Jim VanderLinden featured on Minnesota Public Radio
St. Louis Park attorney James Vander Linden represents whistleblowers, company insiders filing claims for money recovered from employers suspected of stealing funds. He has spent years trying to recover Medicaid and Medicare dollars, and he doesn’t think the government has enough muscle to go after the big time health care fraud perpetrators.
“The real problem,” he says, “is corporate America.”
Neil P. Thompson, Robert P. Christensen, Brian Wojtalewicz and James G. VanderLinden recently settled a qui tam case against the pharmacy chain CVS for $17.5 million. The whistleblower/relator, pharmacist Stephani LeFlore of Minnesota, alleged that CVS designed a billing software program that consistently overcharged Medicaid for prescription drugs.
LeFlore and her attorneys will receive $2,595,460 under the state and federal False Claims Acts, and are also entitled to receive attorney fees from CVS. The reward is 16 percent of the settlement, a little bit more than the national average of 15.6 percent. The amount of the attorney fee is still under negotiation.
The four lawyers also sued Walgreens in 2005 for using a billing system that cheated Medicaid. That case settled in 2008 for $9.9 million with the whistleblowers – Thompson, who is a pharmacist as well as a lawyer, and another man – receiving $1.44 million plus fees.
In the CVS case, the fraud arose in connection with customers who were on Medicaid and also had private health insurance coverage. In the 10 states involved in the lawsuit – California, Massachusetts, Michigan, Minnesota, Florida, Indiana, Alabama, Nevada, New Hampshire and Rhode Island – CVS was supposed to charge the insurance companies a certain amount for prescriptions, with a limited co-pay charged to the customers. This limited co-pay was assigned to Medicaid.
But LeFlore, who is a pharmacist at CVS, alleged that CVS consistently overcharged Medicaid for the co-pays. She claimed that overcharges occurred on hundreds of thousands of prescription sales for over five years. To support her claims, she first gathered data from CVS’s computers, Christensen said.
LeFlore was told by her attorneys to look to see how much CVS had billed Medicaid, and then contact the state and the insurance companies to see how much CVS was entitled to.
Because the same attorneys had handled the Walgreens case, it was easier to know what to look for, Thompson said.
“She … had a tip as to what to look for, because of the previous cases,” he noted.
Once LeFlore had collected the information, she and her attorneys could run the numbers and see a pattern, Wojtalewicz said.
Before filing their case, LeFlore’s attorneys wanted to make sure they were bringing good information to the table.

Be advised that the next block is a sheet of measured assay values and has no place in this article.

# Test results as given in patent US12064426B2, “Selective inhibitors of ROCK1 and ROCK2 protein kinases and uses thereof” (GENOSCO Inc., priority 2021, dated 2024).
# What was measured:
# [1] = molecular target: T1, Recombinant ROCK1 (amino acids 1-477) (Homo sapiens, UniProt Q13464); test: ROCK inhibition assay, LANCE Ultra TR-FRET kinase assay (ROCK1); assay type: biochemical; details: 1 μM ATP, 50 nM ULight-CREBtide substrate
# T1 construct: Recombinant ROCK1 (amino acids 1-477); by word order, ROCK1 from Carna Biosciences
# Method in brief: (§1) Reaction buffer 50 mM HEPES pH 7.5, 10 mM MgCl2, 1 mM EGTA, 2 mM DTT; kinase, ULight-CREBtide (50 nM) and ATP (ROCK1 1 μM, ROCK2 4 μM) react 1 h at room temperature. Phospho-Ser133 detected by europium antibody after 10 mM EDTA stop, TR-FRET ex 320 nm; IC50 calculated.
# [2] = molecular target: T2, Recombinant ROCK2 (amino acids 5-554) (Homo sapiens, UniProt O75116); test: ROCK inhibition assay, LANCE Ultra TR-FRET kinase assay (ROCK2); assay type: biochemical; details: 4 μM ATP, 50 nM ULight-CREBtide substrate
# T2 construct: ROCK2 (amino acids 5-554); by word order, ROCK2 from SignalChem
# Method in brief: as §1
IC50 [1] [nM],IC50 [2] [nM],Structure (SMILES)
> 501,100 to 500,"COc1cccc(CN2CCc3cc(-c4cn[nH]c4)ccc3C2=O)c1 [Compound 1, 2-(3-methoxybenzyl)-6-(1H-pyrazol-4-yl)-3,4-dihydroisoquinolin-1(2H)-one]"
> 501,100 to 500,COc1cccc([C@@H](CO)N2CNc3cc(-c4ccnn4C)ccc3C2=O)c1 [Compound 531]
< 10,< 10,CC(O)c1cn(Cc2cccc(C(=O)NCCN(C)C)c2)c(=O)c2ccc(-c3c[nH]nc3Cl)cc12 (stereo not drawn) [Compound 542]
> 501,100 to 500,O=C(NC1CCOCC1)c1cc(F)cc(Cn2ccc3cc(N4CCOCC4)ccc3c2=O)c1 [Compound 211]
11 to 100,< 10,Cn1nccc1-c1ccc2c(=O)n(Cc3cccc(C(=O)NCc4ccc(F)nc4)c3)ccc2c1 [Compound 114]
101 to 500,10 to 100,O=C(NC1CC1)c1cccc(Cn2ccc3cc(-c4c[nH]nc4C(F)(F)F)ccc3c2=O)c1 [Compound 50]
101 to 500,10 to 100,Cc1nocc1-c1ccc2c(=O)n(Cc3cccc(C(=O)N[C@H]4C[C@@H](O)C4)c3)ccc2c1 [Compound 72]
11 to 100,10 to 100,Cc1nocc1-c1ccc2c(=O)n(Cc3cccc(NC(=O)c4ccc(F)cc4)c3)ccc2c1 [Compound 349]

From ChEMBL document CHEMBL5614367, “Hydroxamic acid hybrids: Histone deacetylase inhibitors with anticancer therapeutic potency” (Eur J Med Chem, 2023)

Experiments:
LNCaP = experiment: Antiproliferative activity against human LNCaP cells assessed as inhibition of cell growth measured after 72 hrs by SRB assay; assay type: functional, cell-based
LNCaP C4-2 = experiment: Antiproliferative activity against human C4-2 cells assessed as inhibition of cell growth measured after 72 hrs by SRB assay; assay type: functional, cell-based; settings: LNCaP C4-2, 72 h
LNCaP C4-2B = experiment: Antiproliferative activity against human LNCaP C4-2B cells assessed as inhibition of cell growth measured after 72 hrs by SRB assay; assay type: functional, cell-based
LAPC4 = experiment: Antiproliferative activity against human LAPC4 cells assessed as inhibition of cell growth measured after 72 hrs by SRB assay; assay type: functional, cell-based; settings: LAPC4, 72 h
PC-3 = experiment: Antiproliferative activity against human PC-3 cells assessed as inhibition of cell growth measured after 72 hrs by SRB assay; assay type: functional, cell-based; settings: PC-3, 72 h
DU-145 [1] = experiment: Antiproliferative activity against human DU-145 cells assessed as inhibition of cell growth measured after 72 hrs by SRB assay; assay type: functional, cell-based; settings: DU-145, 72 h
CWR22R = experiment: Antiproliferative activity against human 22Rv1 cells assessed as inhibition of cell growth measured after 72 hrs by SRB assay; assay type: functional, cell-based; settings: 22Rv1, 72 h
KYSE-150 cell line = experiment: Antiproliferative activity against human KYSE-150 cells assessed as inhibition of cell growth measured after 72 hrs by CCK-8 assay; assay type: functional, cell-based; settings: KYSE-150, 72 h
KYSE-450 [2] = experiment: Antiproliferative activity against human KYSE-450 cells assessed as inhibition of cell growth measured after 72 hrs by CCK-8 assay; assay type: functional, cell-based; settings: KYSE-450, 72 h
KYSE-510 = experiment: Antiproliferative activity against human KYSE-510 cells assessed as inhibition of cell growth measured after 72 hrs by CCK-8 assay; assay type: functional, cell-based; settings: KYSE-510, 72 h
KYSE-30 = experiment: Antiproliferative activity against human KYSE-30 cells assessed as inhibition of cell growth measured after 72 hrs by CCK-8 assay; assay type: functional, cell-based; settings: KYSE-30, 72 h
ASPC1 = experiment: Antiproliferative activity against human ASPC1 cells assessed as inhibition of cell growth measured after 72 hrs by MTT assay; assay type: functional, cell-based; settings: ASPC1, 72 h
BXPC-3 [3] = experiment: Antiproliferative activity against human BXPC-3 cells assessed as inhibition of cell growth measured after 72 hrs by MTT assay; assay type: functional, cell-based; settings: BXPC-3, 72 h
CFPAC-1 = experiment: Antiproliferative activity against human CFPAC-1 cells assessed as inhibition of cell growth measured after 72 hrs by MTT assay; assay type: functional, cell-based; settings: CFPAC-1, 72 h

“We wanted to have some of the juice before we got to the government to build up our credibility, to prove our case,” Christensen said. “Not only do we have to sell it to ourselves, we have to sell it to the government lawyers and then it has to get sold to the defendant.”
Typically, a relator files a complaint under seal. This allows the government, if it decides to intervene, to investigate though its own channels before informing the object of the investigation. If the investigation reveals a basis for going forward, a judge partially lifts the seal and advises the defendant of the case. Then the parties may negotiate a settlement, keeping in mind that the law allows for treble damages and a penalty of $5,500 to $11,000 for each claim falsely filed, VanderLinden said.
As the case develops, the relator’s attorneys may find themselves in conflict with the government over their share.
“We often end up negotiating with the government,” Wojtalewicz said.
He said that many private lawyers who work with qui tam cases become frustrated because the federal attorneys are “smothered” in False Claim Act matters. “We think they cherry-pick. They take the biggest and most easily proven, and you can’t blame them.”
In this case, the government almost backed away because they didn’t think there were enough damages to make it worth pursing. But LeFlore’s lawyers persisted and the government eventually came around.
Qui tam cases are frustrating for the relator, noted Thompson, because he or she is generally still employed by the defendant.
“One of the important take-aways for lawyers … is to emphasize that the whistleblower should get advice early before he or she reports inside the company,” Wojtalewicz said. Otherwise, “you’re painting a big target on your back.”
Venue is an important issue in qui tam cases. In the LeFlore case, one of the first strategic decisions the team made was to sue in federal court in Wisconsin, which is in the Seventh Circuit. “Eighth Circuit opinions on false claims really are oriented to the corporations, not the whistleblower,” Wojtalewicz explained.